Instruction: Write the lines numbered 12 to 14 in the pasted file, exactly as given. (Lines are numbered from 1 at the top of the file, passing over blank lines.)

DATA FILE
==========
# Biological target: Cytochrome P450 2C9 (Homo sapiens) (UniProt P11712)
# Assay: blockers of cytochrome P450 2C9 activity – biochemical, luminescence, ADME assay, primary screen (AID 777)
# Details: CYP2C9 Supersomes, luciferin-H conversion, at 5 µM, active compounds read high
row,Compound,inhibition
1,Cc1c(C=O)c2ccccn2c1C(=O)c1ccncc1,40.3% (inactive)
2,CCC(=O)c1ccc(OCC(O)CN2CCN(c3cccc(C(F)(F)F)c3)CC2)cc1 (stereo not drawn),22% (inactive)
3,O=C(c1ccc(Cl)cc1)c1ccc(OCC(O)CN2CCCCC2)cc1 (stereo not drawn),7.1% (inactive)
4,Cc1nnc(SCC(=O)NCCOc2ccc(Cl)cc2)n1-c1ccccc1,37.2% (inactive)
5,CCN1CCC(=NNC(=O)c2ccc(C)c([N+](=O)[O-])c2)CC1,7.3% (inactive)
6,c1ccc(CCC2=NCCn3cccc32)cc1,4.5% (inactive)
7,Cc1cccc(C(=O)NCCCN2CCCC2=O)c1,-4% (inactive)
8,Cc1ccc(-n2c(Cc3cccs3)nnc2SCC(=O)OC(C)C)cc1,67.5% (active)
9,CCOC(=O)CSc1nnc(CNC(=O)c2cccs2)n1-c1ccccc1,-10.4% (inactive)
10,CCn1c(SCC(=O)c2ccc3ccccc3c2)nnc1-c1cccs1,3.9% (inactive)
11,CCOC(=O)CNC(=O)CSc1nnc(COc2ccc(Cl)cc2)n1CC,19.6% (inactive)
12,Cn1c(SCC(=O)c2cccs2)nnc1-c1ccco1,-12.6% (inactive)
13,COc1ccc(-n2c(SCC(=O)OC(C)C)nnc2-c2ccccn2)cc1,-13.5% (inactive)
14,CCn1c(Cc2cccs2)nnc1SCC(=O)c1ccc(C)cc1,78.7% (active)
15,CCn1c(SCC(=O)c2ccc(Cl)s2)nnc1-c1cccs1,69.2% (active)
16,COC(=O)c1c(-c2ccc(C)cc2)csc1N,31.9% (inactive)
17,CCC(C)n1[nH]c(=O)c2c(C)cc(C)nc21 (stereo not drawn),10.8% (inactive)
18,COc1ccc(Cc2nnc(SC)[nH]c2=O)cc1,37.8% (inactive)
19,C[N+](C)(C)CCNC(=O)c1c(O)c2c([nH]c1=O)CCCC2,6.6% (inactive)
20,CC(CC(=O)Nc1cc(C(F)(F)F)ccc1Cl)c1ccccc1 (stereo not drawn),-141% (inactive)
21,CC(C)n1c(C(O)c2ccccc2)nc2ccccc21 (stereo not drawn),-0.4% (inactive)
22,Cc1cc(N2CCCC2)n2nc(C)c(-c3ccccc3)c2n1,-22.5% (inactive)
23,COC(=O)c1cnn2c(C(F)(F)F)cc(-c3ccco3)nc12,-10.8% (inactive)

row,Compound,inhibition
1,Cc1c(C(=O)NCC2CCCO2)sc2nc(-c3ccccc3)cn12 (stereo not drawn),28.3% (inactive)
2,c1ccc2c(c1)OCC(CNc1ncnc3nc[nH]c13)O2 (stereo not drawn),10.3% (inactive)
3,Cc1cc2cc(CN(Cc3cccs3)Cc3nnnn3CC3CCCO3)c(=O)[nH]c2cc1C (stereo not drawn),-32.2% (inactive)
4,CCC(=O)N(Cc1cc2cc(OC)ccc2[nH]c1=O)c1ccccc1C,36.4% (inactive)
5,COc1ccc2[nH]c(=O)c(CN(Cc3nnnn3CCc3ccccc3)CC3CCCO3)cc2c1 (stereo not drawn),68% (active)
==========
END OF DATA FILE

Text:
8,Cc1ccc(-n2c(Cc3cccs3)nnc2SCC(=O)OC(C)C)cc1,67.5% (active)
9,CCOC(=O)CSc1nnc(CNC(=O)c2cccs2)n1-c1ccccc1,-10.4% (inactive)
10,CCn1c(SCC(=O)c2ccc3ccccc3c2)nnc1-c1cccs1,3.9% (inactive)